The Things we do for Love

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Hello everyone my name is Dr Elizabeth Woledge, but please do call me Liz, no one stands on ceremony in the virtual world. I work here as part of the education team at the Shakespeare Birthplace Trust. This week I am putting together a series of evening classes which I will teach in the autumn. The classes will revolve around two of my favourite plays Antony and Cleopatra and Othello. Both these plays address the boundary between love and obsession and make the reader ask how much love is too much?

In our modern culture we tend to think of love as a powerful and positive force. Popular songs tell is that it romantic to lie, cry and even die for the one you love. Thinking of (Everything I Do) I Do It For You by Bryan Adams .

This sonq was number 1 in the charts for so many weeks that it has become part of my cultural landscape and must be so for many other young(ish) men and women. No one seems to question whether the singer’s offer to sacrifice his life for his beloved is just a little over the top or not.

Ok, to be fair this song was inspired by the film of Robin Hood and Robin Hood is hardly your average man. But the point is that his actions are considered the height of romance rather than the height of stupidity!

Shakespeare’s Antony and Cleopatra and Othello both question how far one should go for love. Antony, a strong and charismatic leader is undone by his addictive love for Cleopatra. Yes, some of the things he says to Cleopatra are very romantic. In the Robin Hood vein he claims that he would let his responsibilities in Rome ‘melt’ because his world is in Egypt with Cleopatra. As he tells her, “Let Rome in Tiber melt, and the wide arch / Of the ranged empire fall. Here is my space.” (Find this quotation in context on http://www.sparknotes.com/shakespeare/antony/section1.html)

Antony is very romantic, or very foolish, depending on how you look at it. Antony certainly ticks all the boxes, he cries, lies and yes, in the end dies, for Cleopatra. Othello is a slightly different case, although he too dies for love. He also kills his beloved wife Desdemona because he loves her so obsessively that he is unable to deal with the threat of her being unfaithful. Very few people would today condone his actions or even consider them romantic, but it is interesting that Othello himself offers in his defense that he loved “not wisely but too well”.

So next time you see a romantic or heroic film, hear a romantic song or read or see a play by Shakespeare ask yourself how much love is too much?

If this kind of question in literature interests you, and you live near Stratford Upon Avon you might be interested in joining my evening class in the Autumn of this year. For more information please contact Katie  Ledwidge T. 01798 201805 E-mail. education1@shakespeare.org.uk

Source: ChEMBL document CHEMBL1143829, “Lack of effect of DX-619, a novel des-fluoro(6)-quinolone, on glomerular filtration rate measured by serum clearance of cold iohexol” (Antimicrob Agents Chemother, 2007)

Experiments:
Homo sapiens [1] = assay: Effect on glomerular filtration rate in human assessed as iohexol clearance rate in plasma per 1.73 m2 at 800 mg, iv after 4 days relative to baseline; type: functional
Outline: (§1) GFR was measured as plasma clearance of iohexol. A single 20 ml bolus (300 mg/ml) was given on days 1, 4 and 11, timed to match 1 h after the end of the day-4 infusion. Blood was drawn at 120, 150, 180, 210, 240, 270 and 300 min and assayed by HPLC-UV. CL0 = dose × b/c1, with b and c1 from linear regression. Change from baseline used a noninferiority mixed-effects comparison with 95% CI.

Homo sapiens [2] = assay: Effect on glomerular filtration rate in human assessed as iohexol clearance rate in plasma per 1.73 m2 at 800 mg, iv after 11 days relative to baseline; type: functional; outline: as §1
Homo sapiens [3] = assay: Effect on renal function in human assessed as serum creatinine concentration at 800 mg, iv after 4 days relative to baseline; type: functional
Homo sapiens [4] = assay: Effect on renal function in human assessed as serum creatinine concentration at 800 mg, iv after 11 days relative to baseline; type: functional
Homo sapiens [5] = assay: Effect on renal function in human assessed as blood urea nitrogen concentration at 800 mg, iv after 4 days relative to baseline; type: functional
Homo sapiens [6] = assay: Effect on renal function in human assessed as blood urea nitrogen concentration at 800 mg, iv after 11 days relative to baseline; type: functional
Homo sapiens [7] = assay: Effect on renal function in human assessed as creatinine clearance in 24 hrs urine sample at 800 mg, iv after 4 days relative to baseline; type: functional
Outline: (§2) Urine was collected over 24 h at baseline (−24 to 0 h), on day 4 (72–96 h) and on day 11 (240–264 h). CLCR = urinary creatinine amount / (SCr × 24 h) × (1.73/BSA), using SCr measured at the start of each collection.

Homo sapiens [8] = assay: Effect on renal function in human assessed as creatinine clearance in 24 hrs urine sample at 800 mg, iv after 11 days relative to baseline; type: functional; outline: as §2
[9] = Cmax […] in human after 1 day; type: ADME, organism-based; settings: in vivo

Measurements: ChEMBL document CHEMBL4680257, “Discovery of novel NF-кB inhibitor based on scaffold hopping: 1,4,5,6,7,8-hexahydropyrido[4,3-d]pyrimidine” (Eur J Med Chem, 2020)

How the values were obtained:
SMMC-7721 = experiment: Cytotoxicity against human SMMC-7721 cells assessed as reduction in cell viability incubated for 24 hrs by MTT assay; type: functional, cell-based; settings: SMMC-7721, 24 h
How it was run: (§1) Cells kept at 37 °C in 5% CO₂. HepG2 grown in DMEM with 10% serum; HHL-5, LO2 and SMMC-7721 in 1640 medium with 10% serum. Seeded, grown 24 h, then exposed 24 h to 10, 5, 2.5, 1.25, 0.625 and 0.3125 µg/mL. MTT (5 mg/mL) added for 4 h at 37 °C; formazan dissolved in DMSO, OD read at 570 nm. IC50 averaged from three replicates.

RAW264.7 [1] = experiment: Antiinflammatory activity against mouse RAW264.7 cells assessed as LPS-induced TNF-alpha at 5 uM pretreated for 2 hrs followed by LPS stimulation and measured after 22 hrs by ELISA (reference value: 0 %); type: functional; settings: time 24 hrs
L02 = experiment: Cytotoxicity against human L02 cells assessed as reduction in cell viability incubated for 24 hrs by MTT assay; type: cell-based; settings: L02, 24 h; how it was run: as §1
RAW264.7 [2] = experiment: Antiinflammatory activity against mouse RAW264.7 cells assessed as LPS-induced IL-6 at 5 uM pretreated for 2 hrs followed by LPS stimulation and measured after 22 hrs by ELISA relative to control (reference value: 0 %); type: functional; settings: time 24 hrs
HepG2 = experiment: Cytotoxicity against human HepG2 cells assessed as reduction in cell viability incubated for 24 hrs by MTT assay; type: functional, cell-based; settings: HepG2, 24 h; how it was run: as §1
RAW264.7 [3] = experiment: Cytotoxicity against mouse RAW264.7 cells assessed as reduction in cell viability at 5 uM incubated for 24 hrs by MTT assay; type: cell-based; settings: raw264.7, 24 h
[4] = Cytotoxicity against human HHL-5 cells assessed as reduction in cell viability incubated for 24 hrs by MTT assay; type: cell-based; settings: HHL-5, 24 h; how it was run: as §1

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Author:Liz Dollimore

Someone who loves listening to people talk about Shakespeare Liz tweets at @shakespeareBT
  • Dino

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  • Liz Woledge

    Interestingly, I think that in our modern world we tend to think of love as a positive force so we are troubled when it drives us to do negative things. However when Shakespeare was writing people were less sure that love was such a positive force. In Shakespeare’s play A Midsummer Night’s Dream Theseus says that “The lunatic, the lover and the poet / Are of imagination all compact” So for Shakespeare the idea that love could drive us to do crazy even heinous things was perhaps less of a paradox than it is for us today.

  • Elizabeth

    Interestingly, I think that in our modern world we tend to think of love as a positive force so we are troubled when it drives us to do negative things. However when Shakespeare was writing people were less sure that love was such a positive force. In Shakespeare’s play A Midsummer Night’s Dream Theseus says that “The lunatic, the lover and the poet / Are of imagination all compact” So for Shakespeare the idea that love could drive us to do crazy even heinous things was perhaps less of a paradox than it is for us today.

  • This saying “The things we do for Love” certainly tells infinite actions we do for someone we love. It really is interesting thinking that even such an action that Othello did for Desdemona is romantic. In the modern world, it can be perceived as a heinous way of saying that you killed someone you love because you really love them.

    In this case, It is seen as another thing that people can do because of love, but then how far can the things we do for love go until you can say that it's not anymore love? 🙂

  • This saying “The things we do for Love” certainly tells infinite actions we do for someone we love. It really is interesting thinking that even such an action that Othello did for Desdemona is romantic. In the modern world, it can be perceived as a heinous way of saying that you killed someone you love because you really love them.

    In this case, It is seen as another thing that people can do because of love, but then how far can the things we do for love go until you can say that it's not anymore love? 🙂

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